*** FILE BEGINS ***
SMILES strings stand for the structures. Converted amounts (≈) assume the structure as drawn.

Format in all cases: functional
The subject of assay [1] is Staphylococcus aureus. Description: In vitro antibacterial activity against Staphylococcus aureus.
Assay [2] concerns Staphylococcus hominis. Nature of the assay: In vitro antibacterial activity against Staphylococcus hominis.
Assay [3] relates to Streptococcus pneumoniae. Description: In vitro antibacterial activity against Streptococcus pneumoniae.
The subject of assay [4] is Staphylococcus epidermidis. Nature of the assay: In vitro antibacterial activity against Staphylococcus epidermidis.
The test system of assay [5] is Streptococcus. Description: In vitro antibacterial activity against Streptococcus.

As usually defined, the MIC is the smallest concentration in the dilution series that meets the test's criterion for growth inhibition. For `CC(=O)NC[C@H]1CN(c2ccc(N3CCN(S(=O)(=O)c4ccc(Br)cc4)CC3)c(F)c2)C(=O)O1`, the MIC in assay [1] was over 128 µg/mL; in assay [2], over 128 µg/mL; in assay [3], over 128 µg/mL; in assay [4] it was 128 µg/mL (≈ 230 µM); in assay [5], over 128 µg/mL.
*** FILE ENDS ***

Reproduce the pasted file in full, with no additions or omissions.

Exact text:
SMILES strings stand for the structures. Converted amounts (≈) assume the structure as drawn.

Format in all cases: functional
The subject of assay [1] is Staphylococcus aureus. Description: In vitro antibacterial activity against Staphylococcus aureus.
Assay [2] concerns Staphylococcus hominis. Nature of the assay: In vitro antibacterial activity against Staphylococcus hominis.
Assay [3] relates to Streptococcus pneumoniae. Description: In vitro antibacterial activity against Streptococcus pneumoniae.
The subject of assay [4] is Staphylococcus epidermidis. Nature of the assay: In vitro antibacterial activity against Staphylococcus epidermidis.
The test system of assay [5] is Streptococcus. Description: In vitro antibacterial activity against Streptococcus.

As usually defined, the MIC is the smallest concentration in the dilution series that meets the test's criterion for growth inhibition. For `CC(=O)NC[C@H]1CN(c2ccc(N3CCN(S(=O)(=O)c4ccc(Br)cc4)CC3)c(F)c2)C(=O)O1`, the MIC in assay [1] was over 128 µg/mL; in assay [2], over 128 µg/mL; in assay [3], over 128 µg/mL; in assay [4] it was 128 µg/mL (≈ 230 µM); in assay [5], over 128 µg/mL.